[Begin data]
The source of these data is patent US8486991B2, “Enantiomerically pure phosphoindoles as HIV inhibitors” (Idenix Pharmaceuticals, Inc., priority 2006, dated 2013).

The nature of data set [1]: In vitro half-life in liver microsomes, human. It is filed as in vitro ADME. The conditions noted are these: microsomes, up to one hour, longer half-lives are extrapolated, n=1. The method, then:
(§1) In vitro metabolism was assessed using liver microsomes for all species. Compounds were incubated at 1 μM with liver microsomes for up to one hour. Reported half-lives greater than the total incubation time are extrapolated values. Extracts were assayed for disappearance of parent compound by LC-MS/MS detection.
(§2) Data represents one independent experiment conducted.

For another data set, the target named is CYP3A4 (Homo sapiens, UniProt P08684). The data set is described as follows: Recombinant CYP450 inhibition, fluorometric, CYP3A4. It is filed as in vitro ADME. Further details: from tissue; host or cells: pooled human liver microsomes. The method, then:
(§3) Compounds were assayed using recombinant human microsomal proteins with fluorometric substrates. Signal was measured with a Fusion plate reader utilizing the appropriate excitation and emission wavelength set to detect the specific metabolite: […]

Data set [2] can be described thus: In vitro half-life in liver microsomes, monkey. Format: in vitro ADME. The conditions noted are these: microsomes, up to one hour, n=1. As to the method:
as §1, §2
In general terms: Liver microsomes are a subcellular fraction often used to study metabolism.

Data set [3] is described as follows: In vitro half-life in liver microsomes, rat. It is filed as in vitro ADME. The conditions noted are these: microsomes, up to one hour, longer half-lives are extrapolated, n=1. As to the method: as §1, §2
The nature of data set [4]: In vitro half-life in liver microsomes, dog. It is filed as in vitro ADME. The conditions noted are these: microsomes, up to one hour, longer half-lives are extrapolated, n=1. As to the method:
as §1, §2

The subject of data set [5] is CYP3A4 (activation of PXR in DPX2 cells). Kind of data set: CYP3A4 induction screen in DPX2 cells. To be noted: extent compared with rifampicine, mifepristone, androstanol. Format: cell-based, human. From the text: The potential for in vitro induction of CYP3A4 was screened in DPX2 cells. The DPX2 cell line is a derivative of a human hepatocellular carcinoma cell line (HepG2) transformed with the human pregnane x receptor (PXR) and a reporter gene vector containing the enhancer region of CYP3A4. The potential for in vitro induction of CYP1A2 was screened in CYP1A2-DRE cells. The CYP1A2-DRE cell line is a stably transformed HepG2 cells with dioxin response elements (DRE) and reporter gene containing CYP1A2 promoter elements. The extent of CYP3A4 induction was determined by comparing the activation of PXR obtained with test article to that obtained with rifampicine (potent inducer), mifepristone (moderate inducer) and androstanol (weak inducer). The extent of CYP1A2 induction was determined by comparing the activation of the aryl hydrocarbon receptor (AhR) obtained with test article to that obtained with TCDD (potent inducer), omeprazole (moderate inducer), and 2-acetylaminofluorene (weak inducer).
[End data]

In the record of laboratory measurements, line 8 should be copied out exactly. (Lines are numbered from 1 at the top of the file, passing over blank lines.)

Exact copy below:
as §1, §2